From: Hans Aberg (firstname.lastname@example.org)
Date: Wed Jan 19 2005 - 13:56:24 CST
On 2005/01/19 19:18, Oliver Christ at email@example.com wrote:
>> UTF-8 BOM's seem pointless.
> On the very contrary. It's most helpful to determine a text file's
> encoding. Without the UTF8 BOM it's hard to tell whether a file is
> encoded in some ISO or whatever encoding/codepage or is already UTF8.
> I'm grateful every day that .Net by default prefixes UTF8-encoded text
> files with a UTF8 BOM, and IMO the UTF8 BOM should be part of the
> standard or at least be generally applied best practice. It simplifies
> at least part of the problem if you have to deal with thousands of files
> (or char strings [such as file names ;-) ], for that matter) of which
> you don't know the encoding.
> I agree that "byte order" is misleading in the case of UTF8 but in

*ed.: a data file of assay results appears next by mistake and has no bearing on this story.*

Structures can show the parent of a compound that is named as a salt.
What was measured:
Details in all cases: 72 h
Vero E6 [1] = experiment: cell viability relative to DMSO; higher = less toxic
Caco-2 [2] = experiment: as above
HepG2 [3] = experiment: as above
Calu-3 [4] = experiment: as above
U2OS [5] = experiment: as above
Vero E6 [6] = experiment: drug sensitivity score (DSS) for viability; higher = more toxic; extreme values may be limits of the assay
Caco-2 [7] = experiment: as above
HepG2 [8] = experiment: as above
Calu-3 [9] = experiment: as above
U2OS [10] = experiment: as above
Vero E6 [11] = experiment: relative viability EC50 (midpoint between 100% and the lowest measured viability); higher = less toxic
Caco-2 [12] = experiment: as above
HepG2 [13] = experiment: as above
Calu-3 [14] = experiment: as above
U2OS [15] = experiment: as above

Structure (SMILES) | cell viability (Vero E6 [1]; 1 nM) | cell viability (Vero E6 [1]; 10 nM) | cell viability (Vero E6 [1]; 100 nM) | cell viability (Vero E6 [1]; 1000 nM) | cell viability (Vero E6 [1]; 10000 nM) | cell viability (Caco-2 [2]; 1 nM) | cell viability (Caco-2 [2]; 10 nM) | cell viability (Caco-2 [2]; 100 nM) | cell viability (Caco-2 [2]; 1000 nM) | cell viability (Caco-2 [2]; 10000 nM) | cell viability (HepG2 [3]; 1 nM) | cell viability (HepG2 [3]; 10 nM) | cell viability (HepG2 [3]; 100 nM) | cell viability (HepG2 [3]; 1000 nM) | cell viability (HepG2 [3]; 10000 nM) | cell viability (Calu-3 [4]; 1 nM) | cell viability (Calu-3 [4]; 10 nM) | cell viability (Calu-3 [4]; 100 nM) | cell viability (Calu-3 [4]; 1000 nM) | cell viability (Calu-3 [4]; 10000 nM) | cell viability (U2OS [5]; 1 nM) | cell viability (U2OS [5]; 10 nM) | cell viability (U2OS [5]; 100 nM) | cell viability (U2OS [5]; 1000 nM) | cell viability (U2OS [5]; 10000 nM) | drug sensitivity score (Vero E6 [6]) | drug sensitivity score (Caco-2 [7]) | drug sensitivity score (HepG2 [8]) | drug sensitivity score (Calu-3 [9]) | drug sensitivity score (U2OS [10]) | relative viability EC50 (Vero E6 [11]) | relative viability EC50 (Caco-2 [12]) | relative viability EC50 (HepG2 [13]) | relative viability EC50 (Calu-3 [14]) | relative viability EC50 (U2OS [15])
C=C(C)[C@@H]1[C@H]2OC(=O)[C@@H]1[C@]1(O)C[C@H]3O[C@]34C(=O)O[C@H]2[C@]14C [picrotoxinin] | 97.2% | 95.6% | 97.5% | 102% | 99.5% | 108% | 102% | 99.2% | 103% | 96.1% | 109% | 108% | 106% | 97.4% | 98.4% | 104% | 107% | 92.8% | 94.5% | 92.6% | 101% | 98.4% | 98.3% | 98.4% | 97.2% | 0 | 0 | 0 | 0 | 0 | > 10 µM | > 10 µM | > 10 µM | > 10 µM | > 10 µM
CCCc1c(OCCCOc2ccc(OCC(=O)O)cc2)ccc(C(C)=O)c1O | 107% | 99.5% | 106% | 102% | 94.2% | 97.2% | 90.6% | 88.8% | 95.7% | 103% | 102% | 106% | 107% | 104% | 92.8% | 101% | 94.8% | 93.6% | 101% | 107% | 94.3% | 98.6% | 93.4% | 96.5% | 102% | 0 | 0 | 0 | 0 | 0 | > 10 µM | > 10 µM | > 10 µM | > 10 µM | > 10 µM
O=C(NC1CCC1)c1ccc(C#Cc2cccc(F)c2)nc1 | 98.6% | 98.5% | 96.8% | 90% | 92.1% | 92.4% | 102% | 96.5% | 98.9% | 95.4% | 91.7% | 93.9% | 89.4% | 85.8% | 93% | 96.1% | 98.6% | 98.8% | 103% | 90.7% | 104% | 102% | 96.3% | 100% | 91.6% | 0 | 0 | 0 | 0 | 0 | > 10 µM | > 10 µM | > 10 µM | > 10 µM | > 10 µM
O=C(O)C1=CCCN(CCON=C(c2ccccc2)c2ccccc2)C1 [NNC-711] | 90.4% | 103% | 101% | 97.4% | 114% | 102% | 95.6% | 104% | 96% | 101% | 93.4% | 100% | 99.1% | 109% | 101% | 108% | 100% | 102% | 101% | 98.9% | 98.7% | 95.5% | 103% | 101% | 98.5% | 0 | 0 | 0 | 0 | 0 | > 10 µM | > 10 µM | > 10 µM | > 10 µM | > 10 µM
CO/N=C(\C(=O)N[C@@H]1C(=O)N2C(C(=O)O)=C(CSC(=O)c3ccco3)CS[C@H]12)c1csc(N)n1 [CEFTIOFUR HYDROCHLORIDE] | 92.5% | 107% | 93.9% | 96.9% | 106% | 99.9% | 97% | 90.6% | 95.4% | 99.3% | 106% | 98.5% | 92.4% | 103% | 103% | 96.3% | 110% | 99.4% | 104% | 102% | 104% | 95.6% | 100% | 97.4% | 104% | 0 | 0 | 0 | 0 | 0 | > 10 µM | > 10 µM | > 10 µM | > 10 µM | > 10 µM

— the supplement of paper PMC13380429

> practice it's a blessing.
The problem is that platforms such as UNIX use different methods to
determine file encodings that file contents, and there are other problems
with it, see <http://www.cl.cam.ac.uk/~mgk25/unicode.html>
The use of a BOM you indicate is not any longer a character encoding, but a
file format. Local platforms might use it, but it should not be a part of an
encoding format such as UTF-8. I once suggested that Unicode include special
escape characters, just so that file encodings could be indicated. but that
suggested was turned down as contrary to the Unicode spirt. Then one should
not put in such escape characters into the Unicode encodings, in even more
special version, causing problems in various circumstances.
If BOM's should be admitted, one should probably add to Unicode special file
encodings characters. Then these should be more general, and specifically
only used for special file formats, but mot a part of the encodings
themselves. Then developers of file formats could use them at need. And
those merely concerned with 8-bit byte applications to Unicode via UTF-8
need not worry about these escape sequences.
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